Mobile Broadband Competition

The Nebraska Public Service Commission called on the FCC to move forward with the 600MHz broadcast incentive auction and employ a framework designed to allow the non-dominant carriers to effectively compete in the marketplace. With roughly 75 percent of the low-band spectrum controlled by the two big carriers, rural America could be left behind unless the FCC applies adequate safeguards needed to provide meaningful and fair competition. Read more here.

Members of the Maine State Legislature called on Maine Senator Angus King, urging him to encourage the FCC to conduct the incentive auction in early 2016 with bidding rules that would enable competitive carriers to compete and thrive while providing consumers with more choice and greater innovation. Read more here.

Expanding the Economic and Innovation Opportunities of Spectrum through Incentive Auctions


The National Association of State Utility Consumer Advocates (“NASUCA”) submitted a letter to the FCC in support of: expanding the reserve, holding the 600 MHz broadcast incentive auction for early 2016 as scheduled, and ensuring smaller competitors have a fair opportunity to acquire spectrum. Read the letter here.

Public Interest Groups Urge FCC to Support Competition in TV Spectrum Auctions

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T-Mobile CEO John Legere Goes to Washington


T-Mobile Reconsideration Filing: Reserve Flip

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T-Mobile Responds to AT&T on Second Minimum Price in Incentive Auction

Says adopting two minimum sales prices is unnecessary and contrary to the FCC’s goal of encouraging competition

FCC Filing

T-Mobile Shares 600 MHz Repacking Analysis

Analysis indicates 84 MHz of spectrum can be cleared for the incentive auction even without the participation of certain broadcasters.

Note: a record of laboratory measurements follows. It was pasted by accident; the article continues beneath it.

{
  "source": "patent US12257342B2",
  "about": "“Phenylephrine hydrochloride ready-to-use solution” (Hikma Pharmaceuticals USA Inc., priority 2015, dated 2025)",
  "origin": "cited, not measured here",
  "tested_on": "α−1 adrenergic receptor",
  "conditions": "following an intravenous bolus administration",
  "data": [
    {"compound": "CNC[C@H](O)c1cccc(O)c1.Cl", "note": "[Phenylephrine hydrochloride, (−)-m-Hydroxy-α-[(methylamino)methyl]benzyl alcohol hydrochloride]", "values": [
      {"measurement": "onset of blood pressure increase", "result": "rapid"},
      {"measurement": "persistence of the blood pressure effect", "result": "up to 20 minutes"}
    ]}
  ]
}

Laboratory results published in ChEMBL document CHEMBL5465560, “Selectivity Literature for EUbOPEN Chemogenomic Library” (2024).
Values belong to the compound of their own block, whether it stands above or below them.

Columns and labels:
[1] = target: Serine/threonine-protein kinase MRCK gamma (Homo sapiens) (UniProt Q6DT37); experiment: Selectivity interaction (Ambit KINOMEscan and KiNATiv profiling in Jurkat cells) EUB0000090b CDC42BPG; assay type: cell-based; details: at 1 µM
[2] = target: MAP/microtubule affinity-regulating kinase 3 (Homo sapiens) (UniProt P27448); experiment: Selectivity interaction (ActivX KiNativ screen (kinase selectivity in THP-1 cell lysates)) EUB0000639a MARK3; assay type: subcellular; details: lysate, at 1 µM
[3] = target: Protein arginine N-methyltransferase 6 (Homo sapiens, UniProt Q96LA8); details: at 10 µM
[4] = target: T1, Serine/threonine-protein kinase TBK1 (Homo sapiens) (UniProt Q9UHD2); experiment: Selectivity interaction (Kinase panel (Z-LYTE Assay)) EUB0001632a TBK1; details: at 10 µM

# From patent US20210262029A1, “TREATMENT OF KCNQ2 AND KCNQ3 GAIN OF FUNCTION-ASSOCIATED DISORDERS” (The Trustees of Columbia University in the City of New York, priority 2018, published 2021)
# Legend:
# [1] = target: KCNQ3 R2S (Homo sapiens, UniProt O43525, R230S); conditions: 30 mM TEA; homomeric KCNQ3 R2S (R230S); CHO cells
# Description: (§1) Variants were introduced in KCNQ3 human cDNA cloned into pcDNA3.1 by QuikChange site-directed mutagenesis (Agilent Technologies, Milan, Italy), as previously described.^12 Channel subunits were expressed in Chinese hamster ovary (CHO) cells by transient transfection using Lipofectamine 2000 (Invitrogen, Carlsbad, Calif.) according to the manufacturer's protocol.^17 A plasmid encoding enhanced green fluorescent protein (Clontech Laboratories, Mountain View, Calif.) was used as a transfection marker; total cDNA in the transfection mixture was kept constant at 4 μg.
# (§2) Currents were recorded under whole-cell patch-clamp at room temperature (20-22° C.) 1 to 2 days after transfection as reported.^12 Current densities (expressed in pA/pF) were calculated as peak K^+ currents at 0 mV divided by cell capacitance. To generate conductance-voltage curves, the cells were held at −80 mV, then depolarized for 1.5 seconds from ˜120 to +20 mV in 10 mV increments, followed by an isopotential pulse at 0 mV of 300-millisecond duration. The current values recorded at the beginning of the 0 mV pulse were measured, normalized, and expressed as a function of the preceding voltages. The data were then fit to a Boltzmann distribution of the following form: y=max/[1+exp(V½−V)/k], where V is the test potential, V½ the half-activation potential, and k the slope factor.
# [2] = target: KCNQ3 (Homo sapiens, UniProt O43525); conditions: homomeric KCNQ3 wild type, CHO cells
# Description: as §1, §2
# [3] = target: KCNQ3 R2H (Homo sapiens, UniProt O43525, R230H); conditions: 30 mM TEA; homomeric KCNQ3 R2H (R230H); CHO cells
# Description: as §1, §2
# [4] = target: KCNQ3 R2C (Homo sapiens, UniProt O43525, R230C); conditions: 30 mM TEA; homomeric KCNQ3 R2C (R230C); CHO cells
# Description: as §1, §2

Ex Parte
600 MHz Repacking Analysis

Harold Feld Cautions Against LPTV Bill

Harold Feld of Public Knowledge testifies on the LPTV bill, arguing that it will introduce significant delay and uncertainty to the incentive auction process.

Oral Statement

FCC Releases Incentive Auction Order and Mobile Spectrum Holdings Order

The FCC puts forth rules that will govern the broadcast incentive auction, including reserve blocks of low-band spectrum

Incentive Auction Report and Order
Mobile Spectrum Holdings Report and Order

Ensure Competition, Innovation and Consumer Choice

Recognize Unique Spectrum

600 MHz spectrum is especially valuable because of its ability to propagate over long distances and penetrate building interiors, resulting in better service for customers and greatly reduced deployment costs for carriers. Carriers need a combination of high- and low-band spectrum to be competitive.

Maximize Available Spectrum

FCC policies should maximize the amount of spectrum available for competitive and innovative mobile broadband use.

Facilitate Broad Participation

An inclusive auction benefits all parties and enhances auction revenue. A broad array of bidders from national carriers to regional and rural wireless providers need to find value and opportunity to ensure the largest participation possible. Carriers with significant nationwide low-band spectrum holdings cannot be allowed to foreclose the ability of competitors to bid on important and scarce low-band spectrum.

Demand Device Interoperability

Competitive services and prices can only be achieved if full interoperability across all 600 MHz blocks is mandated, allowing all carriers to benefit from efficiencies of scale with handset providers and other technology partners.

Historic Opportunity

This auction may be the last opportunity to ensure sustainable competition in the wireless industry as no additional low-band spectrum will be made available for the foreseeable future. Consumers cannot afford to have another sweep by the two largest companies in this auction.